EFF's Nate Cardozo

"If you read the denials coming from the tech companies, they are carefully worded and really amount to non-denials," EFF staff attorney Nate Cardozo told TechHive Thursday afternoon. "They all are saying that they didn't provide direct access to the servers, but what they are probably doing is providing access to the data via an API, which would be indirect."

Such an application programming interface (API) would have given the NSA a web-based window to certain data elements within the servers of the tech companies.

When I described the API method of availing the data in the servers to USC law professor and privacy expert Jack Lerner, he said it sounded very "direct" to him. However, Lerner says there are other ways the tech companies may have provided “indirect” access to the NSA.

“They could have meant ‘indirect’ to say ‘You can look at our data, but you can’t use our interface to do it, you’ll have to build your own.'” Lerner says.

And here's another way the conflicting stories might square: The tech companies may have hinged their denials on the locations where the NSA was tapping into the data from their servers. For example, the NSA may have been tapping in via a path somewhere in the Internet backbone that connects to the servers. “It’s conceivable that the NSA could have tapped into a major cable or fiber optic line through which the data was passing,” Lerner says. The update from The Post today seems to support this possibility.

UPDATE: On Saturday, The Guardian released a fifth slide from the NSA PowerPoint deck indicating that Prism data collection is separate from the upstream data collection Lerner describes. See slide below, and go here for the full Guardian story. [End update.]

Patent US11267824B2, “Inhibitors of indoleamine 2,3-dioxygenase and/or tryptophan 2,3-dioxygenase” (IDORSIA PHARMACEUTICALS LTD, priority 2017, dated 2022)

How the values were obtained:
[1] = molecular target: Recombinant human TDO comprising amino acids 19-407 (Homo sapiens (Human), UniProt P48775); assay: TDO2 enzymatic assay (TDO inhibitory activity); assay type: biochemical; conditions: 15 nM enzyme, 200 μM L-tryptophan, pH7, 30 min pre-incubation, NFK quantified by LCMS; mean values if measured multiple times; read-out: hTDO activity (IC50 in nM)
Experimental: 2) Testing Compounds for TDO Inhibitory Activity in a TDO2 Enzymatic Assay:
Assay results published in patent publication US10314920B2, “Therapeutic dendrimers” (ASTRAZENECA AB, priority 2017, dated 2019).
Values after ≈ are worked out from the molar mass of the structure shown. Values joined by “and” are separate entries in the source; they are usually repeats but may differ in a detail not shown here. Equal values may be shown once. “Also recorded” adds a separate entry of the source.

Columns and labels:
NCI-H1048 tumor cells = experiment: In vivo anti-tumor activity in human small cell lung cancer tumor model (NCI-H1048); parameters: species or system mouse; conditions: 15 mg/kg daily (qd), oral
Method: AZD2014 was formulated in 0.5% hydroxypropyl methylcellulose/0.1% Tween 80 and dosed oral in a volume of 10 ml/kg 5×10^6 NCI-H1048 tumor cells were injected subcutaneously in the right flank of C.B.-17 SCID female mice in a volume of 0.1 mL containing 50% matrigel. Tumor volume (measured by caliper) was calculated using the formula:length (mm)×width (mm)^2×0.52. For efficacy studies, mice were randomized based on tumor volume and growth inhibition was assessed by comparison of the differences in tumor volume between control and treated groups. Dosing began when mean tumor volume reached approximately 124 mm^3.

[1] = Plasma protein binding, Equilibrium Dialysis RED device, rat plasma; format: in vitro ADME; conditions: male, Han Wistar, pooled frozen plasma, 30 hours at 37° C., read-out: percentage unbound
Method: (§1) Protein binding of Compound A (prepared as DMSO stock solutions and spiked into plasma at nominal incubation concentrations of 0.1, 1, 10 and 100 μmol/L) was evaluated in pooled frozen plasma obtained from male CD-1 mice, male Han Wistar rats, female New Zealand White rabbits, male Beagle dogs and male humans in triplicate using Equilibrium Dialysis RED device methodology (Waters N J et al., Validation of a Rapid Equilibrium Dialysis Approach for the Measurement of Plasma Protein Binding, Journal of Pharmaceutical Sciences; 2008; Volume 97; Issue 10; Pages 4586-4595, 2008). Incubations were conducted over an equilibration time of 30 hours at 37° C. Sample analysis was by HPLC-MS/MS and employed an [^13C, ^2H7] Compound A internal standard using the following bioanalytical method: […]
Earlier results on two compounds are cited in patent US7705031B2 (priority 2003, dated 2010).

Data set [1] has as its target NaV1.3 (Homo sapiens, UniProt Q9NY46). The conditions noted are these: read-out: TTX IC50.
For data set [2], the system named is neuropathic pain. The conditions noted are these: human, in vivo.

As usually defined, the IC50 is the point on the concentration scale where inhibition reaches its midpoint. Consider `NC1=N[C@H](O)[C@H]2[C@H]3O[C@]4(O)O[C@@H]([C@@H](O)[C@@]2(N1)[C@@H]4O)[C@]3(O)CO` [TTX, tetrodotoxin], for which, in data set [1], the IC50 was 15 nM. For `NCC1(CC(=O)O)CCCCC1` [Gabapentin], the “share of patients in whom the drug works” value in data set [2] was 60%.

The Guardian

Robert Graham, CEO of Atlanta-based cybersecurity firm Errata Security, says that the NSA could have installed taps in many different places within the tech companies, or in the telecommunications network connecting the servers. "The NSA is probably tapping into the undersea fiber optic lines connecting to other countries," Graham says.

Such line tapping is certainly nothing new to network administrators, Graham says. And the gear being used by the NSA is probably not much different than the gear used by the tech companies for their own network monitoring. “Companies use ‘sniffers’ all the time for intrusion detection,” he says. “They may install one to diagnose network problems, or they might install a sniffer to detect hackers.”

Graham also points out the possibility that the tech companies could be providing access to the NSA while never being aware of the specific Prism brand name. “It has a lot to do with the names they use,” Graham says. “Google only knows what they're doing for them [the NSA], but they may be totally unaware of the names the NSA uses.”

USC’s Lerner says there may be yet another, more legally motivated, explanation of the tech companies’ denials. “There may be a place in the law that requires them not to discuss it, so they would just be complying with the law," Lerner says. "For example, major service providers receive thousands of National Security Letters every year that they can’t can’t discuss.”

In the midst of the spinning and he-said she-said coming from all sides, it’s easy to lose sight of the real implications of the Prism program. That is, that real data privacy doesn't exist.

“I see this and see people saying 'there is no privacy anymore' and it reminds me of the end of 1984 where Winston has completely given up and has completely internalized the totalitarian nature of the regime," Lerner says. "We're in a very scary place.”

Top photo: Fort George G. Meade Public Affairs Office